Next month, this article will continue with a description of other vessels used in Japan ・like wooden boxes, lacquered boxes, amber glasses, and specially designed glasses, as well as discuss their historical, cultural, and practical significances. More on the official tasting glasses, and something called "the pour of generosity" will also be included.

But let us wrap up this month's diatribe with it's most useful point: wine glasses work very well in presenting the best aspects of a sake, even if they are not the only game in town.

Good Sake to Look For...
This month's recommended sake selections will be a cross-section of representative Fukushima sake. Instead of recommending specific products, let us look at the overall nature of the company, and of course, that of their sake.

OKUNOMATSU. Currently in their 19th generation of brewing, this is a well-established old company that incorporates healthy dollops of modern ingenuity. Their contest sake wins top awards with great regularity, and their regular stuff is popular as well. They try new things as well with great success, including a sparkling sake and something they call Zenmai Ginjo, in which the alcohol added to their (non junmai) ginjo is made by distilling their own junmai-shu. An industry first, and an enjoyable sake to boot. They have a range of products imported into the US, including their tokubetsu junmai-shu, the above-mentioned sparkling sake (Okunomatsu FN Junmai Daiginjo), and their top grade junmai daiginjo.

DAISHICHI. In short, Daishichi rocks. There are a couple of things that make this brewery unique. One is that almost all of their sake is made using the kimoto method, giving it a richer, gamier, but more fine-grained nature. Another is that they mill rice in a special, labor intensive way that maintains the oblong shape of the rice, which in turn allows more of the "bad stuff" to go away while leaving the "good stuff" behind. Look for their Kinowamon junmai daiginjo on the pricey end, but anything with the Daishichi name on it is worth tasting.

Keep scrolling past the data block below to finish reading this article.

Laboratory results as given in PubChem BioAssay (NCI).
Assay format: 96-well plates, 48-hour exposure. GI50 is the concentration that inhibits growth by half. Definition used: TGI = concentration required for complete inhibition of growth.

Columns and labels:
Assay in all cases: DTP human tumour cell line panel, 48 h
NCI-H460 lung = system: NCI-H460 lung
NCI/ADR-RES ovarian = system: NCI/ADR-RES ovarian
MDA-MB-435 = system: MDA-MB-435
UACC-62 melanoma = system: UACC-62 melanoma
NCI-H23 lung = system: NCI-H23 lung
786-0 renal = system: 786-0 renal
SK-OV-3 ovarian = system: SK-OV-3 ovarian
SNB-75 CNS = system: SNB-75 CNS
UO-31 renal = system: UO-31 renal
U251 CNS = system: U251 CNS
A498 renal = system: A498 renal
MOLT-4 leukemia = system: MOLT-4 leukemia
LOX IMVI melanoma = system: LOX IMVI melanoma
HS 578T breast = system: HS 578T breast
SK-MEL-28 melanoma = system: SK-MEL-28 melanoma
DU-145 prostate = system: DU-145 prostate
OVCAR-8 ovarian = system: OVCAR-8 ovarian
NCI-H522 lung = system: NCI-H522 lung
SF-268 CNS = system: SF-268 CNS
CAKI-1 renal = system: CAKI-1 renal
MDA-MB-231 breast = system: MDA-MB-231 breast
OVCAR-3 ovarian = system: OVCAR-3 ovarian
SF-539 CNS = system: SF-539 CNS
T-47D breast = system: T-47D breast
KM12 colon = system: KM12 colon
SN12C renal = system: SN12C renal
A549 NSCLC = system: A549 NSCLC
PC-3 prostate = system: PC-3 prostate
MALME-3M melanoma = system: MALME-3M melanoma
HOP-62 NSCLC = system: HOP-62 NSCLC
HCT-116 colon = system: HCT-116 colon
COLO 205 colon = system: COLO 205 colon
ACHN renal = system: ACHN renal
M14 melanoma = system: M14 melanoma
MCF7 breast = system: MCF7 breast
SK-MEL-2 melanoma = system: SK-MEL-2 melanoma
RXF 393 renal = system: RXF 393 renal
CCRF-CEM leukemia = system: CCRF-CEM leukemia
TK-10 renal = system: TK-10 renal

SUEHIRO. One of the largest producers in Fukushima, and also one of the most prestigious. Most of their sake has a soft, delicate touch, but some of their daiginjo, including Ken and Gensai, are decidedly sharp-lined and powerful. Ken and a honjozo called Kira are going to the US, as is a low alcohol sparkling sake called Poochi-poochi. And for what it is worth, they were the first brewer to experiment with yamahai sake, under the direction of that style's inventor Kinichiro Kagi, back in 1911.

EISEN. Another large but stable brewer with a line of very drinkable, enjoyable sake that in my mind typifies Fukushima sake. Billowing, full mouth feel with rice-laden flavors and aromas. Strangely, it does not seem to be going to the US, but is worth remembering nonetheless.

YAMATOGAWA. Another wonderfully innovative brewer. Yamatogawa makes a wide range of sake styles, including some older revived regional styles, but their standard sake is light-ish, mellow-ish and clean. At least two products from this dependable brewer are being exported around the world.